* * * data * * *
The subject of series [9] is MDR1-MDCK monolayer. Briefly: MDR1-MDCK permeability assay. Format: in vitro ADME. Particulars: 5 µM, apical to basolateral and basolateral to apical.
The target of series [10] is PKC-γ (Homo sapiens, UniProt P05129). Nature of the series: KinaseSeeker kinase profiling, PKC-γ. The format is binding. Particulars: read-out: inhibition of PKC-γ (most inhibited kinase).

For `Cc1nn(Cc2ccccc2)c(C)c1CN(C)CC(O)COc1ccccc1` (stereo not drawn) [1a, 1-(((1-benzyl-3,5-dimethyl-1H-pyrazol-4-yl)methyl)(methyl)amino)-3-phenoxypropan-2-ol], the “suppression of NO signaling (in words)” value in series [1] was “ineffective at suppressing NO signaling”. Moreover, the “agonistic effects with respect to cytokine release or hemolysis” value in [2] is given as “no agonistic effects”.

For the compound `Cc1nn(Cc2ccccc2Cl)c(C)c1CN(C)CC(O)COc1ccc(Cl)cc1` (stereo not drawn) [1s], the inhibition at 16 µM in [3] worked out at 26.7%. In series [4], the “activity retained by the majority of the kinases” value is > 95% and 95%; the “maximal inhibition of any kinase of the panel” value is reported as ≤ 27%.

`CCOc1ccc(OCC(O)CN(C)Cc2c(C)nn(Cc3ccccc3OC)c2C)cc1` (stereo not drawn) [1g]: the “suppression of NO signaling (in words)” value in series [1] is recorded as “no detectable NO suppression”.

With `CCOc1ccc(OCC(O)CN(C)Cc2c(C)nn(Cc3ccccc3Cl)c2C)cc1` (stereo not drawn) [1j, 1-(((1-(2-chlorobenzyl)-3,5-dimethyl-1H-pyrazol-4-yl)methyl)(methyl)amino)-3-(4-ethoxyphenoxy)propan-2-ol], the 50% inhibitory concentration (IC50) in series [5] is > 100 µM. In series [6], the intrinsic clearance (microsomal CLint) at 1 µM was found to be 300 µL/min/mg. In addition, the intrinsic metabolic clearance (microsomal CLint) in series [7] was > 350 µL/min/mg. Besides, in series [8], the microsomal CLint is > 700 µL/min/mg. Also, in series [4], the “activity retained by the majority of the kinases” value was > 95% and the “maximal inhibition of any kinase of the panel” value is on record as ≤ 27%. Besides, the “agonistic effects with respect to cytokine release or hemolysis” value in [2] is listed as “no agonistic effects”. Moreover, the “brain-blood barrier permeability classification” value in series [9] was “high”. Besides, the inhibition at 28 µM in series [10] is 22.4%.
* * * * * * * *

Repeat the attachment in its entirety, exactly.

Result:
The subject of series [9] is MDR1-MDCK monolayer. Briefly: MDR1-MDCK permeability assay. Format: in vitro ADME. Particulars: 5 µM, apical to basolateral and basolateral to apical.
The target of series [10] is PKC-γ (Homo sapiens, UniProt P05129). Nature of the series: KinaseSeeker kinase profiling, PKC-γ. The format is binding. Particulars: read-out: inhibition of PKC-γ (most inhibited kinase).

For `Cc1nn(Cc2ccccc2)c(C)c1CN(C)CC(O)COc1ccccc1` (stereo not drawn) [1a, 1-(((1-benzyl-3,5-dimethyl-1H-pyrazol-4-yl)methyl)(methyl)amino)-3-phenoxypropan-2-ol], the “suppression of NO signaling (in words)” value in series [1] was “ineffective at suppressing NO signaling”. Moreover, the “agonistic effects with respect to cytokine release or hemolysis” value in [2] is given as “no agonistic effects”.

For the compound `Cc1nn(Cc2ccccc2Cl)c(C)c1CN(C)CC(O)COc1ccc(Cl)cc1` (stereo not drawn) [1s], the inhibition at 16 µM in [3] worked out at 26.7%. In series [4], the “activity retained by the majority of the kinases” value is > 95% and 95%; the “maximal inhibition of any kinase of the panel” value is reported as ≤ 27%.

`CCOc1ccc(OCC(O)CN(C)Cc2c(C)nn(Cc3ccccc3OC)c2C)cc1` (stereo not drawn) [1g]: the “suppression of NO signaling (in words)” value in series [1] is recorded as “no detectable NO suppression”.

With `CCOc1ccc(OCC(O)CN(C)Cc2c(C)nn(Cc3ccccc3Cl)c2C)cc1` (stereo not drawn) [1j, 1-(((1-(2-chlorobenzyl)-3,5-dimethyl-1H-pyrazol-4-yl)methyl)(methyl)amino)-3-(4-ethoxyphenoxy)propan-2-ol], the 50% inhibitory concentration (IC50) in series [5] is > 100 µM. In series [6], the intrinsic clearance (microsomal CLint) at 1 µM was found to be 300 µL/min/mg. In addition, the intrinsic metabolic clearance (microsomal CLint) in series [7] was > 350 µL/min/mg. Besides, in series [8], the microsomal CLint is > 700 µL/min/mg. Also, in series [4], the “activity retained by the majority of the kinases” value was > 95% and the “maximal inhibition of any kinase of the panel” value is on record as ≤ 27%. Besides, the “agonistic effects with respect to cytokine release or hemolysis” value in [2] is listed as “no agonistic effects”. Moreover, the “brain-blood barrier permeability classification” value in series [9] was “high”. Besides, the inhibition at 28 µM in series [10] is 22.4%.